My Dad taught me to drive.
In fact, when I was a little kid, unable to reach the peddles, but eager to get behind the wheel, my Dad would let me scoot next to him and “drive” home from Sunday school. I thought I was steering the car, but I think back now and chuckle at the thought. He always had a hand on the wheel, but was smart enough to hide that fact from his little girl who thought it was so cool to drive home.
It was a Dad/daughter moment I will always remember.
I think about it because the daughter of a friend of mine had one of those “rite of passage” moments today. She passed her drivers test and is the proud holder of a provisional license. It’s a big deal for a teenager. Her Mom got her a little cake to mark the day, I got her balloons, but she’s missing one very special participant on this special day. Her Dad isn’t around to celebrate because leukemia took his life a little more than a year ago. When he was battling his cancer and the after-effects of a bone marrow transplant, he would talk about the big “life”moments he would miss if things did not go well. His daughters’ driving was on the list. In fact he would half-laugh/half-cringe at the thought! A typical way for a parent to acknowledge that their child is growing-up, but the thought of her driving scared the heck out of him!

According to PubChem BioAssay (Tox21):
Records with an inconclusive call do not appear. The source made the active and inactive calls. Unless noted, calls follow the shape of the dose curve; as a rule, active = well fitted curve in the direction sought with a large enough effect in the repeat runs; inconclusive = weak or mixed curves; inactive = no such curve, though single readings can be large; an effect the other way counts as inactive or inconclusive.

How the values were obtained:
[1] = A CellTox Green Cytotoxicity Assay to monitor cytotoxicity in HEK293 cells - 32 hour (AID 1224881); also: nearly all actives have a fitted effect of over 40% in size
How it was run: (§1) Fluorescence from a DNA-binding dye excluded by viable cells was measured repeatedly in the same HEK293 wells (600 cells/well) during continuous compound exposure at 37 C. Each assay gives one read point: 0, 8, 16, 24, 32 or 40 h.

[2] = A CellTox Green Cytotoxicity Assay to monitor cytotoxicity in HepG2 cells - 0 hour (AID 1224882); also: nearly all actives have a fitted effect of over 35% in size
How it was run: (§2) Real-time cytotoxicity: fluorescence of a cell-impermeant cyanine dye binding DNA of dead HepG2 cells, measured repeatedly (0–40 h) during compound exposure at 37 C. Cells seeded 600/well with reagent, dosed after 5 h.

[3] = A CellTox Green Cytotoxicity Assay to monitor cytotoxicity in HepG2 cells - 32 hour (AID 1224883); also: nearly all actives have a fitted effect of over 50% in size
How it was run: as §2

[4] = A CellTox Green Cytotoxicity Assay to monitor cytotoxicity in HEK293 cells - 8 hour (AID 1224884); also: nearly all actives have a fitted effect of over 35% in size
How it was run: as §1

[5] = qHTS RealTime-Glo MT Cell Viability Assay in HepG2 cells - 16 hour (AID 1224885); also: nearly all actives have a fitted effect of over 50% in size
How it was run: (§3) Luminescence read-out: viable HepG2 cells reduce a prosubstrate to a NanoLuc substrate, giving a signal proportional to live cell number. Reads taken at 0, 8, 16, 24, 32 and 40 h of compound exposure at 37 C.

It’s just wrong that cancer stole this moment. These are the times when the loss tightens-up and squeezes the heart.
He would be so proud today.